The continental shelf is the sloping undersea plain between a continent and the deep ocean. It is an underwater landmass which extends from a continent resulting in an area of relatively shallow water known as a shelf sea. The geology of continental shelves is often similar to that of the adjacent exposed portion of the adjacent exposed portion of the continents, and most shelves have a gently rolling topography called ridge and swale. Continental shelves continue underwater and eventually drop off into the deeper parts of the oceans. Much of the continental shelf was exposed to dry land during glacial periods.
The formation of continental shelf:
Organic and inorganic materials formed organic shelves. Organic materials build up the rivers carries sediments like bits of rock, and gravel to the edges of the continent and into the oceans. The sea level can also rise, submerging a portion of the continent. Part of a shelf can also rise above the water and become part of the continent or the sea level may drop. Oil and gas are formed from an organic material that accumulates on the continental shelf. Over time the material is buried and transformed into oil and gas by heat and pressure. The oil and gas move upward and is concentrated beneath geologic trap.
Continental shelf diagram:
Continental shelf located:
A continental shelf extends from the coastline of a continent, resulting in the area of relatively shallow water known as a shelf sea. The continental shelf is the shallow part of the ocean that is essentially a continuation of the coast but under water. It is the shallowest part of the ocean near the cost, the ocean gets deeper as you move further into the ocean beyond the continental shelf. It is mostly found at the interference between oceanic and continental plates.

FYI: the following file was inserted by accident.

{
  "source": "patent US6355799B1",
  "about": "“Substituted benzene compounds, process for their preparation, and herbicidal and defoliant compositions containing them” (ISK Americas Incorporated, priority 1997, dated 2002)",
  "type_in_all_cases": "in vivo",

Continental shelf in animals:
The continental shelf is the underwater landmass which extends from a continent. Large marine animals including herring, capelin, Bluefin tuna, and mackerel flourish in areas of the continental shelf where rich supplies of nutritious phytoplankton rise from the shelf floor and zooplankton. The continental shelf is the submerged part of a continent that reaches under an ocean from the shoreline to the shelf break where the slope drops down. This shelf extends hundreds of miles in some cases. Nutrients from the river deposits and from fertile soil that roils up from deeper water during storms create various suitable habitats for plants and animals life.
Facts about continental shelf:
- The continental slope can have a drop of up to 3,000 m (10,000 ft). Furthermore, if it descends into a deep-sea trench, it can have a drop of up to 10,000 m (33,000 ft).
- As in the case of the continental shelf, the continental slope in the Pacific Ocean is steeper than the slope in the Atlantic. The Indian Ocean, in contrast, has the least steep continental slope.
- In the ocean, the temperature drops and pressure increases with depth. That explains why the water is so cold and the pressure is unusually high at the continental slope.
- The list of animals found on the continental slope may not be lengthy, but has some interesting species to its credit. These include a variety of deep-sea rockfishes, rattails, hagfishes, Dover soles, species like flashlight fish and headlight fish, deep-sea red crabs, etc.